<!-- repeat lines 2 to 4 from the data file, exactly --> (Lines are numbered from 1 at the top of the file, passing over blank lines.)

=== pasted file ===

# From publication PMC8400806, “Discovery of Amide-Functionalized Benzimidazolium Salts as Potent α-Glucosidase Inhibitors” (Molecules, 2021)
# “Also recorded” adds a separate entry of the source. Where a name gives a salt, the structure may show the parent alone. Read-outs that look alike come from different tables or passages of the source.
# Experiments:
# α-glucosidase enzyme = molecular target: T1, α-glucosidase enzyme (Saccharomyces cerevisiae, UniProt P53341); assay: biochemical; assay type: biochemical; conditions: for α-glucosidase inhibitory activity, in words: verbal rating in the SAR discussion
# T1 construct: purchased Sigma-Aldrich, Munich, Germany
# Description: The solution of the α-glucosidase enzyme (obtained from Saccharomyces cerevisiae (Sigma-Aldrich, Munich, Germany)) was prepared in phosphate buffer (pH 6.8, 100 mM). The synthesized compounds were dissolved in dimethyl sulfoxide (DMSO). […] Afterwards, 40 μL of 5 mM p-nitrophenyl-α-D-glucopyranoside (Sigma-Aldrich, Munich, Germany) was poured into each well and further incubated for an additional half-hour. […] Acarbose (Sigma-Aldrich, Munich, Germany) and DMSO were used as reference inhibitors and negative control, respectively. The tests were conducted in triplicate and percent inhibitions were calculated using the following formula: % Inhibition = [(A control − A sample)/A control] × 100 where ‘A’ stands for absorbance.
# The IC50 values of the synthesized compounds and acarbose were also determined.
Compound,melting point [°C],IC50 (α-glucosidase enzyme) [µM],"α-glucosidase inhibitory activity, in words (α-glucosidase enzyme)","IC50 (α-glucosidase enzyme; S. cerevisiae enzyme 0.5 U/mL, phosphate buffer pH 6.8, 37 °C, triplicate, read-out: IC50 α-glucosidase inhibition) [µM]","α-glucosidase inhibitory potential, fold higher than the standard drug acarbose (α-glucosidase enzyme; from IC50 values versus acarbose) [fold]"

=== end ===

# “Also recorded” adds a separate entry of the source. Where a name gives a salt, the structure may show the parent alone. Read-outs that look alike come from different tables or passages of the source.
# Experiments:
# α-glucosidase enzyme = molecular target: T1, α-glucosidase enzyme (Saccharomyces cerevisiae, UniProt P53341); assay: biochemical; assay type: biochemical; conditions: for α-glucosidase inhibitory activity, in words: verbal rating in the SAR discussion